By Marcus Hayes, Philadelphia Daily News
Hank Baskett would always push it. He would feel his breath laboring, and know his lips were turning blue, and he would fight through, and he would collapse.
These days, he better appreciates every breath he takes.
Baskett, a 2001 Clovis High graduate, easily recalls the last time he passed out because of his asthma. He was a junior, and it was at football practice. It was a year before he converted to wide receiver, a move that would mean a college scholarship and an NFL contract with the Philadelphia Eagles.
But on Aug. 30, 1999, he was the quarterback at Clovis, and he pushed it too hard at practice, again, and passed out on the field.
Earlier the same day, a half-mile away, asthma killed Sarah Upton.
According to court documents, a substitute gym teacher at Gattis Junior High, forced Upton, a ninth-grader, to continue to run sprints when Upton asked to stop.
Upton went to her next class. She passed out at her desk. School personnel tried to administer her inhaler but did not perform CPR, and failed to call in the emergency for 15 minutes.
And so, she died.
Every day, 11 Americans die of asthma attacks; every year, 4,000.
Baskett speaks passionately about living with asthma. He encourages asthmatics to pursue their interests just like he did … but not like he did.
“I tell kids to be smart with it but don’t let it hold you back,” said Baskett, who would often snag his inhaler for a quick puff as he ran by the bench during basketball games. “Don’t let people say you can’t do something because you have asthma.”
Sometimes, fear of being seen as soft trumped Baskett’s fear of dying.
“The coaches sometimes would tell me to stop but I wouldn’t,” Baskett said. “I didn’t want my coaches or teammates to see me using it as an excuse.”
Bracing for a crushing tackle cannot compare with the helpless terror of your throat muscles in spasm as your life’s breath stops:
“When you wake up at night and you don’t have an inhaler right there, and you don’t have your breathing machine, and your parents have to take you to the hospital because you can’t breathe … When your lungs close — there’s nothing you can do to get air in — it’s very dangerous.”
Upton’s death hammered that home. She was 14, Baskett was 17.
The death, and its surrounding circumstances, rocked Clovis, an Air Force base town of about 33,000 — or, about half the capacity of Lincoln Financial Field.
Eric Roanhaus has coached Clovis to 10 state titles and eight runnerup finishes, but he made sure Baskett always understood that no title was worth dying for.
“Hank,” he told Baskett, “you know when you’ve had enough. If we’re doing 10 sprints, and you can’t go after seven, let me know,” Roanhaus said he told Baskett — and, with a wink, added: “Know this: If you go into distress, I’m not giving you mouth-to-mouth.”
These days, Roanhaus would have to get in line.
Baskett lately has been dating Playboy party girl Kendra Wilkinson, but then, Baskett has long been popular on the party scene of whatever town he’s in.
At least, he was.
“I stopped going out,” this past offseason, he said. “I get my rest. I stopped the partying and drinking and everything.”
In Clovis this offseason he virtually eliminated fats and sugars and lost 15 pounds, all while training like never before, at altitude.
“The altitude helps me with my asthma and everything,” said Baskett. “And if you can run at 4,000 feet it makes it easier to run at 400 feet.”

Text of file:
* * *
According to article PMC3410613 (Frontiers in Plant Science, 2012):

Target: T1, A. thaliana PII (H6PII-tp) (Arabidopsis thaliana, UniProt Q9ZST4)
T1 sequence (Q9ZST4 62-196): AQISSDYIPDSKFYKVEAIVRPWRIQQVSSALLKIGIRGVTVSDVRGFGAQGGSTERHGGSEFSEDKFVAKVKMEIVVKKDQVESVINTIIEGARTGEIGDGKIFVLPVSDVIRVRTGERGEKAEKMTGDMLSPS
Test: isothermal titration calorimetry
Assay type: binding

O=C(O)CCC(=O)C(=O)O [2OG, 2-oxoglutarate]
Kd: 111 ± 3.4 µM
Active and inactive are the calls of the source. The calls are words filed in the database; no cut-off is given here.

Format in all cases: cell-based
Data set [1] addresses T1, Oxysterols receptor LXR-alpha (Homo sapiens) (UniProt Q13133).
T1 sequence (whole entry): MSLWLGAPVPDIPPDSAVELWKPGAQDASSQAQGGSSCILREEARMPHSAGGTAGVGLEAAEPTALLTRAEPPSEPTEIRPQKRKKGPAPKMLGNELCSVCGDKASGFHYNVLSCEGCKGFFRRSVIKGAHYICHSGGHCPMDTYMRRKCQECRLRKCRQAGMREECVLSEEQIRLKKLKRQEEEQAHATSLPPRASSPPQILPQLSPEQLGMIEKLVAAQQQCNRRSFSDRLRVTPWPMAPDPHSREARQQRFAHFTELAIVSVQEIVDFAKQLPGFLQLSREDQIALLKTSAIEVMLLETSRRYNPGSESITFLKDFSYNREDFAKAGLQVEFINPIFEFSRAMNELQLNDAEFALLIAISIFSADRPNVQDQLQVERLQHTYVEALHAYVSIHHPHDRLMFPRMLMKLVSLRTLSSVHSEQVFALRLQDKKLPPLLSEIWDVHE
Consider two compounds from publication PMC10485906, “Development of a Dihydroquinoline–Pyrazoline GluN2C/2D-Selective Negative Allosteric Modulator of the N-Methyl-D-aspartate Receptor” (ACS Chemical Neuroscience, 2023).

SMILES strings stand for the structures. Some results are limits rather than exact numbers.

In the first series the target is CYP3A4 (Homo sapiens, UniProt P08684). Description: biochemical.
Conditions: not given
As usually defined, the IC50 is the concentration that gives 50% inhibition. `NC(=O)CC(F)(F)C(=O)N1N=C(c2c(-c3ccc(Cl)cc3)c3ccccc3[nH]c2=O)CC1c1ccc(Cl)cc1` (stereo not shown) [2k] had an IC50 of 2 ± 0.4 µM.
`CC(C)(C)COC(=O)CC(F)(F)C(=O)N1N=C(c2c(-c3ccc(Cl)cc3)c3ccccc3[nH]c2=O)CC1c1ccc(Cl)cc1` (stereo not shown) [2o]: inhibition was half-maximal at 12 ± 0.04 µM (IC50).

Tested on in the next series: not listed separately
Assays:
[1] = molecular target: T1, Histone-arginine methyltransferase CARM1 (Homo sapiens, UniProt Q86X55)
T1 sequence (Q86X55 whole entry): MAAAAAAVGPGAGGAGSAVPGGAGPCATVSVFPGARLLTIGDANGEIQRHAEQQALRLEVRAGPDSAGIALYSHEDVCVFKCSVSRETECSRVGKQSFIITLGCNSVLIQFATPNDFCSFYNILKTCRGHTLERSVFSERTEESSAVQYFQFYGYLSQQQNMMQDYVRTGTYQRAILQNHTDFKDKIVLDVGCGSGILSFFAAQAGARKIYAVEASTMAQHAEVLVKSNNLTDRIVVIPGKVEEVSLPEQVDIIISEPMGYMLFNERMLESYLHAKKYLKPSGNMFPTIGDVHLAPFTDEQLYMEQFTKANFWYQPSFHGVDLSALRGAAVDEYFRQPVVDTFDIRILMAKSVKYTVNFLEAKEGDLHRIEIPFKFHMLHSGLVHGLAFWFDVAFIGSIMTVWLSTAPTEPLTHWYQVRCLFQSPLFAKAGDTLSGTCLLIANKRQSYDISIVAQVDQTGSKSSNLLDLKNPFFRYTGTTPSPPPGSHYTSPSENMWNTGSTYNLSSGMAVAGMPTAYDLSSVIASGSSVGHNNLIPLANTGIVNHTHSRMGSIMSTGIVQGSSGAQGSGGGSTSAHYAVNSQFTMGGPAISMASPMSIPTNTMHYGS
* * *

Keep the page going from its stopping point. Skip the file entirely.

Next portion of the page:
And if you can run beside Donovan McNabb, you probably will get more chances to run down the field during games. Baskett this year spent a week at McNabb’s workout camp in Arizona — a decision that required a financial commitment Baskett was reluctant to make.
“This is probably one of the biggest investments you’ll make,” his father, Hank Jr., said. With higher-pedigreed targets Reggie Brown, Kevin Curtis, DeSean Jackson and Jason Avant to compete with, Hank Jr. stressed, “Donovan controls your future.”
With Brown and Curtis hurt, after four games, Baskett has 13 catches, three short of his total in 2007; 207 yards, already 65 more than 2007; and a 90-yard touchdown, the fourth TD of his career and the third of at least 85 yards, a mark shared by only six other players.
In a West Coast offense, bombs are gimmicky. Slants and outs feed the machine. With the dangerous but small Jackson blanketed, McNabb fed 6-4, 220-pound Baskett two Sundays ago with eight passes good for 85 yards.
“Donovan trusts him; when the ball is around him he’s going to go up and get it,” said head coach Andy Reid, who called Baskett’s performance a “career” game.
Brown returned from a hamstring injury two weeks ago in a limited role and Curtis might come back next month from his sports hernia, but, Reid promised, “(Baskett) is going to continue to play.”
It took Baskett a while to become a viable NFL target.
He played quarterback until midway through his senior season in high school, when a bad ankle sprain cut his mobility. In two weeks he was able to sprint straight ahead, so Roanhaus and his staff moved him to receiver. New Mexico saw him, liked his athleticism (he holds the New Mexico state high jump record, seven feet, and could reverse-dunk with both hands in eighth grade), signed him, redshirted him, and, by his senior season in 2005, polished him to 67 catches, 1,071 yards and nine touchdowns.
Clovis is bursting with pride at Baskett’s success. The Clovis News Journal runs a small piece called “Baskett Watch” the day before and the day after each of Baskett’s games. It ran an online poll before the last Super Bowl:
“No Cowboys. No Broncos. No Hank Baskett. Do you care about watching the Super Bowl?”
Baskett also is on a billboard across the street from the high school. That’s about as big as you can get there: “It’s like carrying the town on your shoulders,” Baskett said cheerfully.